The office of General Counsel issued the following informal opinion on February 5, 2001, representing the position of the New York State Insurance Department.
Re: Adding a New York risk to an out of state policy issued by an unauthorized insurer
May an insurer, not authorized to do an insurance business in New York, add a New York risk to a policy, when such policy and the amendment thereto were transacted, negotiated, issued and delivered outside of New York?
Yes. Article 11 of the New York Insurance Law does not prohibit an unauthorized insurer from adding a New York risk to a policy, when both the policy and the amendment to such policy were transacted, negotiated, issued and delivered outside of New York state.
The inquiry came from a mutual property/casualty insurer based in Texas. The insurer is licensed in Texas and Illinois, but not in New York. The insurer has a "potential small commercial" account for a distributor of various houseware and seasonal goods. The insurance policy in question was negotiated, issued and delivered in Illinois. The insured is domiciled in Illinois but leases a small office in New York. The distributor travels to the New York office 4-6 times a year and only uses the office to make telephone calls.
The question here is whether adding a New York risk to a policy would constitute doing an insurance business by an unauthorized insurer, in violation of N. Y. Ins. Law §1102(a) (McKinney 2000), when both the policy and the amendment were transacted, negotiated, issued and delivered outside of New York.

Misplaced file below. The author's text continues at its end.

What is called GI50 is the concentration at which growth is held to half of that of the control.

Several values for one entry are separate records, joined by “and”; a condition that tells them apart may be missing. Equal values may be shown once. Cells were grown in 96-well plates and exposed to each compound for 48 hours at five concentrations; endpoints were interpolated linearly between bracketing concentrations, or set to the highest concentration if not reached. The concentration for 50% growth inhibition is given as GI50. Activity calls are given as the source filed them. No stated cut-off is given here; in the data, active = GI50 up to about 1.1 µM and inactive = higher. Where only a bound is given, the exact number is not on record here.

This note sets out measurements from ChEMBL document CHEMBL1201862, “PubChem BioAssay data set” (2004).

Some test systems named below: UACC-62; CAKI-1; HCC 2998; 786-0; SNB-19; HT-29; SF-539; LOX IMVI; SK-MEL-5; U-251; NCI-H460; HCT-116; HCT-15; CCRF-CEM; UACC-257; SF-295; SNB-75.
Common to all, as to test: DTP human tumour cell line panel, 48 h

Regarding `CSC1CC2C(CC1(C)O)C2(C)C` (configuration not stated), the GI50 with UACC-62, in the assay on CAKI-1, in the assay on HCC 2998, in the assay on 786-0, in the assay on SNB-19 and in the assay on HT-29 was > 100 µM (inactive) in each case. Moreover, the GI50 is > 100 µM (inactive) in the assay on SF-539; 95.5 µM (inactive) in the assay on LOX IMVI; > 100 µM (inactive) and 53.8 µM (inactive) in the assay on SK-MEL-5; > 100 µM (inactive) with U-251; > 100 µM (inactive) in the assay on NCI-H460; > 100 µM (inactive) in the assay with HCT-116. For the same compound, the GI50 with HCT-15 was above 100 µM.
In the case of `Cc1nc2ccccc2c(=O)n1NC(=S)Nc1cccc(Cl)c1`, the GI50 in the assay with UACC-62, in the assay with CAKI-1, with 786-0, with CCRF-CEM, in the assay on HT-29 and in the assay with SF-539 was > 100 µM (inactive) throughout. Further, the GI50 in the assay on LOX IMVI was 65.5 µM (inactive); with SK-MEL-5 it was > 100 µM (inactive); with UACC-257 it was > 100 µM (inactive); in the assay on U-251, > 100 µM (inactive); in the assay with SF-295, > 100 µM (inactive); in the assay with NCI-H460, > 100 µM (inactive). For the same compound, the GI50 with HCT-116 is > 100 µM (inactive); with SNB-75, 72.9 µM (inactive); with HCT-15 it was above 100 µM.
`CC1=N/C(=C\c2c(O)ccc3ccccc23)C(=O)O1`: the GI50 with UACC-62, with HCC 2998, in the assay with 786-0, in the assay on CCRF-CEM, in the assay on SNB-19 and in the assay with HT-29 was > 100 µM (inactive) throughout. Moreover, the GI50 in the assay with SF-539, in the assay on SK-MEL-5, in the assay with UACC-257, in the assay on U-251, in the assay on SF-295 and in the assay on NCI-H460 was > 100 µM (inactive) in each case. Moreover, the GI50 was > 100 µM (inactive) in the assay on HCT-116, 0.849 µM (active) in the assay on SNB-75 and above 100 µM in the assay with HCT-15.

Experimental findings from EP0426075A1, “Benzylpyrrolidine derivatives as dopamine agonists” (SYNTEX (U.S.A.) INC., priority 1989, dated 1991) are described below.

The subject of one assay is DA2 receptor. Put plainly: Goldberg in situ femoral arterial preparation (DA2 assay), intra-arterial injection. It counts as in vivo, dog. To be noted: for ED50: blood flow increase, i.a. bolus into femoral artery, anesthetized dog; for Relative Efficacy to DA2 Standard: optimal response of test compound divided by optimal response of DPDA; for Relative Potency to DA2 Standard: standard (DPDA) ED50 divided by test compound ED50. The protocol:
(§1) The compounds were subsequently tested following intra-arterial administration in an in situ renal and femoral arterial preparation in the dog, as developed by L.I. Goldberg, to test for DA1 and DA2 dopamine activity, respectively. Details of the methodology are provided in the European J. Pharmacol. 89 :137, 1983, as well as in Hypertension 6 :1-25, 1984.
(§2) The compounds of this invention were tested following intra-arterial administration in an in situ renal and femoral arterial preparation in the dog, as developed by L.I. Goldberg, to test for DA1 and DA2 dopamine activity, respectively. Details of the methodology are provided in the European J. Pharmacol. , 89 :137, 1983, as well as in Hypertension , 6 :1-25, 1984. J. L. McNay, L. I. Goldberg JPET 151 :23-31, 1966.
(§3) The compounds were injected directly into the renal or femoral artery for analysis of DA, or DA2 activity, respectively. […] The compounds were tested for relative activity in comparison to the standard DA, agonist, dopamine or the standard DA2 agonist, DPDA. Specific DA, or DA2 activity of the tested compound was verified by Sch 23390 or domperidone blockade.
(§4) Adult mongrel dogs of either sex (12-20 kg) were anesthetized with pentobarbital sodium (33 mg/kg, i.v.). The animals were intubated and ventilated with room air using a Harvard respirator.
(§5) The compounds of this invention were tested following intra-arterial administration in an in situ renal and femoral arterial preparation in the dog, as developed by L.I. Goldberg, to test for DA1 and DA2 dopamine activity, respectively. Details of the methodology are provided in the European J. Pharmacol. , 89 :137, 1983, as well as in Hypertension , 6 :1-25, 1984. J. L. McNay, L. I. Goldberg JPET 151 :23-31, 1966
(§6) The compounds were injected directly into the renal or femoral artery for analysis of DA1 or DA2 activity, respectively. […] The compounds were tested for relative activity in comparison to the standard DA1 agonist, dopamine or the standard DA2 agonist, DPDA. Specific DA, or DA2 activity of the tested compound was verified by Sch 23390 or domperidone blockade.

N. Y. Ins. Law §1102(a) (McKinney 2000) states in pertinent part:
(a) No person, firm, association, corporation or joint-stock company shall do an insurance business in this state unless authorized by a license in force . Any person, firm association, corporation or joint-stock company which transacts any insurance business in this state while not authorized to do so by a license issued and in force shall, in addition to any other penalty provided by law, forfeit to the people of this state the sum of one thousand dollars for the first violation and two thousand five hundred dollars for each subsequent violation. (emphasis added).
N.Y. Ins. Law §1101(b)(1)(A) (McKinney 2000) states in relevant part:
(1) Except as provided in paragraph two, of this subsection, any of the following acts in this state, effected by mail from outside this state or otherwise, by any person, firm, association, corporation or joint stock company shall constitute doing an insurance business in this state .
(A) making, or proposing to make, as insurer, any insurance contract, including either issuance or delivery of a policy or contract of insurance to a resident of this state or to any firm, association, or corporation authorized to do business herein, or solicitation of applications for any such policies or contracts. (emphasis added).
If an unauthorized insurer solicits, negotiates, issues or delivers an insurance policy in New York, that insurer would be doing an insurance business in New York, thereby violating N. Y. Ins. Law. §1102(a) (McKinney 2000). However, New York law does not extend to transactions with unauthorized insurers that are not conducted in New York, including transactions covering New York risks. Based on the information supplied, the policy and the amendment in question were negotiated, issued and delivered outside New York. Therefore, New York law does not prevent the insurer from adding the New York risk to the out of state policy.
For further information you may contact Attorney D. Monica Marsh at the New York City Office.